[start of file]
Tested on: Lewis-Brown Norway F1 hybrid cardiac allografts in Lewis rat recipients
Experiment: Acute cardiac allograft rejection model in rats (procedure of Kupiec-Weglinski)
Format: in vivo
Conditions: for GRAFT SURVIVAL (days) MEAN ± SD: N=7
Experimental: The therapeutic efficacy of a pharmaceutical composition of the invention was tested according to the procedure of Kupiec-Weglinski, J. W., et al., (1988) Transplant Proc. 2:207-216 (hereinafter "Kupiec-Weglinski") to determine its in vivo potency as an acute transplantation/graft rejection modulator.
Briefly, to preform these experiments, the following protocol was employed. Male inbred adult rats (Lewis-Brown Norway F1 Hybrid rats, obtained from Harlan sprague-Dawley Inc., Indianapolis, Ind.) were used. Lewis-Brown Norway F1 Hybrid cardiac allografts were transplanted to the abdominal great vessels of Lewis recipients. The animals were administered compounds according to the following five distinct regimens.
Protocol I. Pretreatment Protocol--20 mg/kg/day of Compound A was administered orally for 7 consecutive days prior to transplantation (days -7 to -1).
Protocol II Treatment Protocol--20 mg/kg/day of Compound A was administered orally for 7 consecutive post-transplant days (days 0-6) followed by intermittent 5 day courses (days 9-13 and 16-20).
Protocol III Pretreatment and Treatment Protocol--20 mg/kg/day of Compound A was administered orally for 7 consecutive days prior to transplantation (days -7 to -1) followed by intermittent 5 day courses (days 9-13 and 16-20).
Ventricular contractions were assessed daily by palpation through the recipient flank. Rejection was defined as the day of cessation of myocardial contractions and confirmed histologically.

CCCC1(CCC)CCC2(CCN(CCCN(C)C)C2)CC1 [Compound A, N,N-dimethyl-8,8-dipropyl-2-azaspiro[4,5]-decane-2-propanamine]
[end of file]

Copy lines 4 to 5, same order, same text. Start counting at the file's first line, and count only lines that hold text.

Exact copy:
Conditions: for GRAFT SURVIVAL (days) MEAN ± SD: N=7
Experimental: The therapeutic efficacy of a pharmaceutical composition of the invention was tested according to the procedure of Kupiec-Weglinski, J. W., et al., (1988) Transplant Proc. 2:207-216 (hereinafter "Kupiec-Weglinski") to determine its in vivo potency as an acute transplantation/graft rejection modulator.